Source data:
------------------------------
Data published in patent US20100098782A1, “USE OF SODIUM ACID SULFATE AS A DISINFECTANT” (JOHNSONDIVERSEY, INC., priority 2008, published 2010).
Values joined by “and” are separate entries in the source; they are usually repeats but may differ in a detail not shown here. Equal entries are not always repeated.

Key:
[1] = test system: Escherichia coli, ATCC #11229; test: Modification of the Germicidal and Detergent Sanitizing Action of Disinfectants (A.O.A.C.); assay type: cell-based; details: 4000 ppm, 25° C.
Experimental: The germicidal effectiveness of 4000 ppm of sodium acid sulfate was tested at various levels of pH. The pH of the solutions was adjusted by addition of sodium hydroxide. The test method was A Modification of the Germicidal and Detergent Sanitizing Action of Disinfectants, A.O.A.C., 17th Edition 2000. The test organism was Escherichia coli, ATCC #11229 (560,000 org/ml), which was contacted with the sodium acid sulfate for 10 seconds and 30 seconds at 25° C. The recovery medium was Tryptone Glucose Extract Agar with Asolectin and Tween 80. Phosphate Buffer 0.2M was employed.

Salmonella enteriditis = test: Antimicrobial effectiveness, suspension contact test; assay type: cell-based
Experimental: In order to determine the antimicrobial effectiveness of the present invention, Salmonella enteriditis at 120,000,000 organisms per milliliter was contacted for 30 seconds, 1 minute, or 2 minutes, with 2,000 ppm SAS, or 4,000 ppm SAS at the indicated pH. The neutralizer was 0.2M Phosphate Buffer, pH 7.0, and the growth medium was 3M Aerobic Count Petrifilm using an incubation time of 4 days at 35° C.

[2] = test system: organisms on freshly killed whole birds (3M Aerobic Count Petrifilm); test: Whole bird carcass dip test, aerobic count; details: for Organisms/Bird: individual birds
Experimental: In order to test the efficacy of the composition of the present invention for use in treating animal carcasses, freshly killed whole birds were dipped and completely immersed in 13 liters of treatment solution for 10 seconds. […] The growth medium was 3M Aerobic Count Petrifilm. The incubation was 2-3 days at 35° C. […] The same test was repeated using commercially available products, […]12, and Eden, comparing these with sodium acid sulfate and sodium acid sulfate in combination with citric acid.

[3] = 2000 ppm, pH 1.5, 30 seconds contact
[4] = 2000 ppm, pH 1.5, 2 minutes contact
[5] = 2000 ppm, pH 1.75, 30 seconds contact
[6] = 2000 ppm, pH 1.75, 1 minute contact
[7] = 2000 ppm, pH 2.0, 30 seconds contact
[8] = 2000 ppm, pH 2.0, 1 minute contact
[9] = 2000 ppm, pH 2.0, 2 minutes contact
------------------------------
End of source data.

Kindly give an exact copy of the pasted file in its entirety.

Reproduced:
Data published in patent US20100098782A1, “USE OF SODIUM ACID SULFATE AS A DISINFECTANT” (JOHNSONDIVERSEY, INC., priority 2008, published 2010).
Values joined by “and” are separate entries in the source; they are usually repeats but may differ in a detail not shown here. Equal entries are not always repeated.

Key:
[1] = test system: Escherichia coli, ATCC #11229; test: Modification of the Germicidal and Detergent Sanitizing Action of Disinfectants (A.O.A.C.); assay type: cell-based; details: 4000 ppm, 25° C.
Experimental: The germicidal effectiveness of 4000 ppm of sodium acid sulfate was tested at various levels of pH. The pH of the solutions was adjusted by addition of sodium hydroxide. The test method was A Modification of the Germicidal and Detergent Sanitizing Action of Disinfectants, A.O.A.C., 17th Edition 2000. The test organism was Escherichia coli, ATCC #11229 (560,000 org/ml), which was contacted with the sodium acid sulfate for 10 seconds and 30 seconds at 25° C. The recovery medium was Tryptone Glucose Extract Agar with Asolectin and Tween 80. Phosphate Buffer 0.2M was employed.

Salmonella enteriditis = test: Antimicrobial effectiveness, suspension contact test; assay type: cell-based
Experimental: In order to determine the antimicrobial effectiveness of the present invention, Salmonella enteriditis at 120,000,000 organisms per milliliter was contacted for 30 seconds, 1 minute, or 2 minutes, with 2,000 ppm SAS, or 4,000 ppm SAS at the indicated pH. The neutralizer was 0.2M Phosphate Buffer, pH 7.0, and the growth medium was 3M Aerobic Count Petrifilm using an incubation time of 4 days at 35° C.

[2] = test system: organisms on freshly killed whole birds (3M Aerobic Count Petrifilm); test: Whole bird carcass dip test, aerobic count; details: for Organisms/Bird: individual birds
Experimental: In order to test the efficacy of the composition of the present invention for use in treating animal carcasses, freshly killed whole birds were dipped and completely immersed in 13 liters of treatment solution for 10 seconds. […] The growth medium was 3M Aerobic Count Petrifilm. The incubation was 2-3 days at 35° C. […] The same test was repeated using commercially available products, […]12, and Eden, comparing these with sodium acid sulfate and sodium acid sulfate in combination with citric acid.

[3] = 2000 ppm, pH 1.5, 30 seconds contact
[4] = 2000 ppm, pH 1.5, 2 minutes contact
[5] = 2000 ppm, pH 1.75, 30 seconds contact
[6] = 2000 ppm, pH 1.75, 1 minute contact
[7] = 2000 ppm, pH 2.0, 30 seconds contact
[8] = 2000 ppm, pH 2.0, 1 minute contact
[9] = 2000 ppm, pH 2.0, 2 minutes contact